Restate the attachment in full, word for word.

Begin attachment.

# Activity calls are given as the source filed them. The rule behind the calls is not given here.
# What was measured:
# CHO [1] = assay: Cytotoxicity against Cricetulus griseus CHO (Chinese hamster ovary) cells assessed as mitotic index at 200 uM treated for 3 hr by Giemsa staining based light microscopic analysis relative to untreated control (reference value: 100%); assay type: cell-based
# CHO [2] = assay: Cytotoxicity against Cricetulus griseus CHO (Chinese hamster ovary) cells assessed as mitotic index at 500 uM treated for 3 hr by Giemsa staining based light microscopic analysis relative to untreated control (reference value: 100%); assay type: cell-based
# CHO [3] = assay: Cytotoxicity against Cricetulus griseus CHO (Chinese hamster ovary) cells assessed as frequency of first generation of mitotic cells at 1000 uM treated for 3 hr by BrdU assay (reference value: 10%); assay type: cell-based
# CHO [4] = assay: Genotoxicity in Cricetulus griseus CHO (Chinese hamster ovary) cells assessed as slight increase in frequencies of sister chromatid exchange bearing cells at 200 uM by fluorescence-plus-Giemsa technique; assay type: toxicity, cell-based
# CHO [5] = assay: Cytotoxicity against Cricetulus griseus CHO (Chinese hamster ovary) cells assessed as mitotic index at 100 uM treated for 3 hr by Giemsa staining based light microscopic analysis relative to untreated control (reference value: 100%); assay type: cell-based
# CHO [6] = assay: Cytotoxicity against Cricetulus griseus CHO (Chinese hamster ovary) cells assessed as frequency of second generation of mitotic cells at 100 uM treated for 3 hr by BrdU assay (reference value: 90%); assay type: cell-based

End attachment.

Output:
# Activity calls are given as the source filed them. The rule behind the calls is not given here.
# What was measured:
# CHO [1] = assay: Cytotoxicity against Cricetulus griseus CHO (Chinese hamster ovary) cells assessed as mitotic index at 200 uM treated for 3 hr by Giemsa staining based light microscopic analysis relative to untreated control (reference value: 100%); assay type: cell-based
# CHO [2] = assay: Cytotoxicity against Cricetulus griseus CHO (Chinese hamster ovary) cells assessed as mitotic index at 500 uM treated for 3 hr by Giemsa staining based light microscopic analysis relative to untreated control (reference value: 100%); assay type: cell-based
# CHO [3] = assay: Cytotoxicity against Cricetulus griseus CHO (Chinese hamster ovary) cells assessed as frequency of first generation of mitotic cells at 1000 uM treated for 3 hr by BrdU assay (reference value: 10%); assay type: cell-based
# CHO [4] = assay: Genotoxicity in Cricetulus griseus CHO (Chinese hamster ovary) cells assessed as slight increase in frequencies of sister chromatid exchange bearing cells at 200 uM by fluorescence-plus-Giemsa technique; assay type: toxicity, cell-based
# CHO [5] = assay: Cytotoxicity against Cricetulus griseus CHO (Chinese hamster ovary) cells assessed as mitotic index at 100 uM treated for 3 hr by Giemsa staining based light microscopic analysis relative to untreated control (reference value: 100%); assay type: cell-based
# CHO [6] = assay: Cytotoxicity against Cricetulus griseus CHO (Chinese hamster ovary) cells assessed as frequency of second generation of mitotic cells at 100 uM treated for 3 hr by BrdU assay (reference value: 90%); assay type: cell-based